On November 24, 2000, United States Penitentiary Leavenworth Correctional Counselor Scott Booth decided to take the day off. He had been told by his supervisor, Mark Sedillo, that the 24th would be designated as a "liberal leave day," for anyone who wanted it.
Booth called in on the 24th and left a message with Case Manager Carol Howard, but could not get in touch with a supervisor. Since that had been working procedure during the 14 months he had worked at USP Leavenworth, Booth went on with his day as planned.
But when Booth returned to work as scheduled, he was met with disturbing news: he had been charged with being absent without leave (AWOL) by Unit Manager Sedillo. He was later suspended for one day, without pay.
Booth filed a grievance through his union, the Council of Prison Locals, and the dispute was heard by an arbitrator. The Federal Bureau of Prisons argued that the procedures for taking a sick day are laid out specifically in the employee handbook, and Booth did not follow those procedures. Therefore, he was AWOL.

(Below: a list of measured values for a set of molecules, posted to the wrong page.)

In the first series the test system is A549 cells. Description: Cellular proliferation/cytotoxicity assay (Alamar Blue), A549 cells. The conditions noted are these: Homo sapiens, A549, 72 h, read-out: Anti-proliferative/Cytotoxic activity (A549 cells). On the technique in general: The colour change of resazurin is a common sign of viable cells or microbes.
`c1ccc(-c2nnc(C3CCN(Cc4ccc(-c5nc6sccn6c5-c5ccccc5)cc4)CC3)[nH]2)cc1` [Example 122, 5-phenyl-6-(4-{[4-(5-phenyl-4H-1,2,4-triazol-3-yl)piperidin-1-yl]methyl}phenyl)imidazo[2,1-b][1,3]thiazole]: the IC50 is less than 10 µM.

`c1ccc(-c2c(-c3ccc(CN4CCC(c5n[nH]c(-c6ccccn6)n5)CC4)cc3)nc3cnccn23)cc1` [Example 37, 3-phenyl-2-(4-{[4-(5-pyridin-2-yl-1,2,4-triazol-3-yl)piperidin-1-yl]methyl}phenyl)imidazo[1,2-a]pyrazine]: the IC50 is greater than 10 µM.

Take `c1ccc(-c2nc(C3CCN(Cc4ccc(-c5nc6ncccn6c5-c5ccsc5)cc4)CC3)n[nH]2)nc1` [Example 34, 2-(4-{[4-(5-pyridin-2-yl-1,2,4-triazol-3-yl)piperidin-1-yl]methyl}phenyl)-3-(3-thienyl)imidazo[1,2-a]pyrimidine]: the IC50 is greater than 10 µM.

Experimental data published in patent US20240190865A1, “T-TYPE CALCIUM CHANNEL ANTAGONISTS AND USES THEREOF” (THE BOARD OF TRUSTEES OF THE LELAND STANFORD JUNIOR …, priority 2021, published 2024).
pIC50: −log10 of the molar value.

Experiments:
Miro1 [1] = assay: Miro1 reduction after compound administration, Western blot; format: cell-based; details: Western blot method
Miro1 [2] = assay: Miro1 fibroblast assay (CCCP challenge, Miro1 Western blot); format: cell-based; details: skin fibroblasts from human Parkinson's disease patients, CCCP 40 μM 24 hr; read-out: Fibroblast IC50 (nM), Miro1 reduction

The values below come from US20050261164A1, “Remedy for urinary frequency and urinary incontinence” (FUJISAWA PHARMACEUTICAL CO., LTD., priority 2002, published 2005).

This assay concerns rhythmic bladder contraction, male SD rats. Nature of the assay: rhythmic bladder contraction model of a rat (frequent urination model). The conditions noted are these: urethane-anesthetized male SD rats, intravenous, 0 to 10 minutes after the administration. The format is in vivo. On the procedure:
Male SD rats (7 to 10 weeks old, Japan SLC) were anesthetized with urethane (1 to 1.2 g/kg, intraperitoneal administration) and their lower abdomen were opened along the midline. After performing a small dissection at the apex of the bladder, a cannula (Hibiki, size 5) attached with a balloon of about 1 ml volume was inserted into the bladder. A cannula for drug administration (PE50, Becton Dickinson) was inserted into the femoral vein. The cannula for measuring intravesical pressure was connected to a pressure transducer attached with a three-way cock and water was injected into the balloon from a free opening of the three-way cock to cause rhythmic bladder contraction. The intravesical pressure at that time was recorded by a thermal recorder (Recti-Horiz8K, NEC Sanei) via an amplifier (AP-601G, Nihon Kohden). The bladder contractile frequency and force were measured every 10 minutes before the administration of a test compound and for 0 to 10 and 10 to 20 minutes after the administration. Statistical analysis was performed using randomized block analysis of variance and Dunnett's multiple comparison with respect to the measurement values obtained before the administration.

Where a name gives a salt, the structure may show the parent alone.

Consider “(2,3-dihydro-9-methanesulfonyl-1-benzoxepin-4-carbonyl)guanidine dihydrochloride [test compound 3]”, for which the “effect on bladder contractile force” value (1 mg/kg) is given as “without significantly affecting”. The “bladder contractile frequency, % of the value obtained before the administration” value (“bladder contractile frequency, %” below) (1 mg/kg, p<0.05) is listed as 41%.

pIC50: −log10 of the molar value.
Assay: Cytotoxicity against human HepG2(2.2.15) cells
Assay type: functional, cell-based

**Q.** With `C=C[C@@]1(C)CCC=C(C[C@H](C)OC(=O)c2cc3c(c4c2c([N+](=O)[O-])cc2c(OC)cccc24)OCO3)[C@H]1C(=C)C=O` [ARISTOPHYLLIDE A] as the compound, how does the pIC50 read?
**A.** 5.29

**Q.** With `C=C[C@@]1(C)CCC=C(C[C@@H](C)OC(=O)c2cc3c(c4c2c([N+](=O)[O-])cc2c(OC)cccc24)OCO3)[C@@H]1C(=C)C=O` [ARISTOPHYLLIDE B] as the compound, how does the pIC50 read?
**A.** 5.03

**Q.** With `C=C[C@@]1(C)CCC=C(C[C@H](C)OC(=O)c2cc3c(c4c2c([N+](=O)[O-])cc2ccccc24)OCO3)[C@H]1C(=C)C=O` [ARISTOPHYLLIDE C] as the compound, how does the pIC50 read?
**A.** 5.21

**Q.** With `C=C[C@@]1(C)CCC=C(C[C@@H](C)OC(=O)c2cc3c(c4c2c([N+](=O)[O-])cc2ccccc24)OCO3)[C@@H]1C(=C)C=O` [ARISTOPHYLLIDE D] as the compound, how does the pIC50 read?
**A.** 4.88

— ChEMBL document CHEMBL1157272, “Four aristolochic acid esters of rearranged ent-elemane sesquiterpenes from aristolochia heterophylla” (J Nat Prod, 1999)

The union argued that Booth followed the practice as it had been at USP Leavenworth for years. Testimony revealed that the past practice had been to call someone and if you don't get a hold of them, just put a leave slip in a supervisor's box the next day.
Arbitrator Charles F. James, Jr., sided with the union, finding that the Federal Bureau of Prisons had "taken too lightly the whole negative character of the term, AWOL. . . AWOL is a term with extraordinarily negative connotation." Arbitrator James also found that Booth complied with the long established past practice at USP Leavenworth, regardless of what the specifics of the policy guidelines were.
The arbitrator ordered a reversal of Booth's AWOL designation, invalidation of his one-day suspension, and back pay for the one-day suspension.
The documents from this case were obtained by Prison Legal News after a 12-year battle with the Federal Bureau of Prisons over a Freedom of Information Act request.
Source: Federal Bureau of Prisons and Council of Prison Locals, Arbitration Case No. FMCS01-06837 (November 14, 2001).
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